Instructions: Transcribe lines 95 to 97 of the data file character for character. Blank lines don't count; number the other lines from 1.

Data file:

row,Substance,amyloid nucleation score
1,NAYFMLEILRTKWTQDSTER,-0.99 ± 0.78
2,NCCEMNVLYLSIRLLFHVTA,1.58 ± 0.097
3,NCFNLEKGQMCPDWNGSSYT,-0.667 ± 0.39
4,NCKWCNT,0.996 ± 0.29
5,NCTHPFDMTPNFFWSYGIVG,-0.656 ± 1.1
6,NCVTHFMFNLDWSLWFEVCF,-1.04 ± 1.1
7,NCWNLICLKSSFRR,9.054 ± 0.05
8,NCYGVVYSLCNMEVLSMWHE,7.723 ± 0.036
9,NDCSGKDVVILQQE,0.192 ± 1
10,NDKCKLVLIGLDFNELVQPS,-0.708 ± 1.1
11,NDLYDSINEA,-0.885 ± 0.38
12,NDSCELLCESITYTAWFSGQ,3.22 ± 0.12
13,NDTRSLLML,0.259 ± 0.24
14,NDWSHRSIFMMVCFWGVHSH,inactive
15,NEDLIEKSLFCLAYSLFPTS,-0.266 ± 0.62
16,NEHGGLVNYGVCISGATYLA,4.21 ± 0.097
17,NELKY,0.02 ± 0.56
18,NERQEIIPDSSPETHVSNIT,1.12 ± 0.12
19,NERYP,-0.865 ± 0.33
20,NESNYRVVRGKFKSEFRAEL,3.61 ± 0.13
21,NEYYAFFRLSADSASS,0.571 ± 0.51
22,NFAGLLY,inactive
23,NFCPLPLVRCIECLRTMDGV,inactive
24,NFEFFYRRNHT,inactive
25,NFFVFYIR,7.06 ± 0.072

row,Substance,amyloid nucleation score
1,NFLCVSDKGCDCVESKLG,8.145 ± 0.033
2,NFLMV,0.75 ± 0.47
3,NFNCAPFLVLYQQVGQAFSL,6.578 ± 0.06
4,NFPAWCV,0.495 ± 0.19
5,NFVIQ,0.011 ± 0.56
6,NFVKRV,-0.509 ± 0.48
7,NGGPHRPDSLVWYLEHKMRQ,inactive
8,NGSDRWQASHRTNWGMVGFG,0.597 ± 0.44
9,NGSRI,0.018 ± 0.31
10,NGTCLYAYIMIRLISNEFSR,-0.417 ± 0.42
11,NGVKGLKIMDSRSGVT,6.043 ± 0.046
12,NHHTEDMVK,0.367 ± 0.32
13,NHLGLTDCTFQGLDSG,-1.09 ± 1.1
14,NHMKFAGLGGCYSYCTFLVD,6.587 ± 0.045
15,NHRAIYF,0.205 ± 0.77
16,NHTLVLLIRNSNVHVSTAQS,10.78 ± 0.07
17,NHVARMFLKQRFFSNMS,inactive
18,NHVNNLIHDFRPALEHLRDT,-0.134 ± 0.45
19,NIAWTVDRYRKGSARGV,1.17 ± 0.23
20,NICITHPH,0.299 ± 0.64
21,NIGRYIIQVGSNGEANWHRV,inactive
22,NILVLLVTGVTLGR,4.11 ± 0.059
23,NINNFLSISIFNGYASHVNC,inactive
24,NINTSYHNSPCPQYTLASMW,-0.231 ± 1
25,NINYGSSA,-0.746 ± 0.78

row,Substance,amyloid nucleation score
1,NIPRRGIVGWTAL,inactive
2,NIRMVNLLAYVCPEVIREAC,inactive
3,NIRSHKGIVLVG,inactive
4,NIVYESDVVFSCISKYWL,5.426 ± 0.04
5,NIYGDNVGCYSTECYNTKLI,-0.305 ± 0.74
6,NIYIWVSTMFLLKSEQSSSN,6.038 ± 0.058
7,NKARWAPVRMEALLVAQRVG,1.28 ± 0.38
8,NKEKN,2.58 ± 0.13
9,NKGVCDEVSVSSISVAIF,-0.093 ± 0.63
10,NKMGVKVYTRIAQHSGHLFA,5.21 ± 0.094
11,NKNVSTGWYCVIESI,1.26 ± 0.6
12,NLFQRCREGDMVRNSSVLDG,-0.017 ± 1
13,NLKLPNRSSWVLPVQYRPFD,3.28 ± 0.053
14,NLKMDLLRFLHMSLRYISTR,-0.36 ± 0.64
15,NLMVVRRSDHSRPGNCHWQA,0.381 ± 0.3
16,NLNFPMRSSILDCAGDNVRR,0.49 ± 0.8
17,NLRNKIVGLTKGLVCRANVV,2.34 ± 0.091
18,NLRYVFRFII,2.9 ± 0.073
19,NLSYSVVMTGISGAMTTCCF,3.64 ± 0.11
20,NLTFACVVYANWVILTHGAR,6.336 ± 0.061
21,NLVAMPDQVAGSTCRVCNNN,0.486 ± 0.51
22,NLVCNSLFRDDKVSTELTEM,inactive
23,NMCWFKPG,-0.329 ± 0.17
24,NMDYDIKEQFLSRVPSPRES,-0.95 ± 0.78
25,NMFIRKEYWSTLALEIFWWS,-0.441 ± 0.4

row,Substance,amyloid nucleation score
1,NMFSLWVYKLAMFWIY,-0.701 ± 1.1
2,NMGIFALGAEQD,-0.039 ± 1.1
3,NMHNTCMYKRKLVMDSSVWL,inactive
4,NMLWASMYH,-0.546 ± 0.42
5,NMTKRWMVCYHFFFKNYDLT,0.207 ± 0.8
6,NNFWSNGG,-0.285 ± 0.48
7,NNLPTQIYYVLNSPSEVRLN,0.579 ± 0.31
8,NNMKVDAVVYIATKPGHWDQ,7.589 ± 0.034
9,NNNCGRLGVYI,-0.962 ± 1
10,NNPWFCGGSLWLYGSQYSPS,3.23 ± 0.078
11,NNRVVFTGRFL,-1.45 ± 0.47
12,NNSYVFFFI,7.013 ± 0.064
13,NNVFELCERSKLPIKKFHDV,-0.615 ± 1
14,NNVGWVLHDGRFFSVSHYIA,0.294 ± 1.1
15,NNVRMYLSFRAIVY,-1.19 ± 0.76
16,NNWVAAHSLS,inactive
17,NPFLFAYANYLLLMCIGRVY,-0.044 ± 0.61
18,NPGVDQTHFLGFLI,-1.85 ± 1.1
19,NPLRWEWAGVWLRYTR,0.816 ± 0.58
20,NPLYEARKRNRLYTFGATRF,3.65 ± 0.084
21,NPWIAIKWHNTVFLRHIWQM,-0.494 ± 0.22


16,NNWVAAHSLS,inactive
17,NPFLFAYANYLLLMCIGRVY,-0.044 ± 0.61
18,NPGVDQTHFLGFLI,-1.85 ± 1.1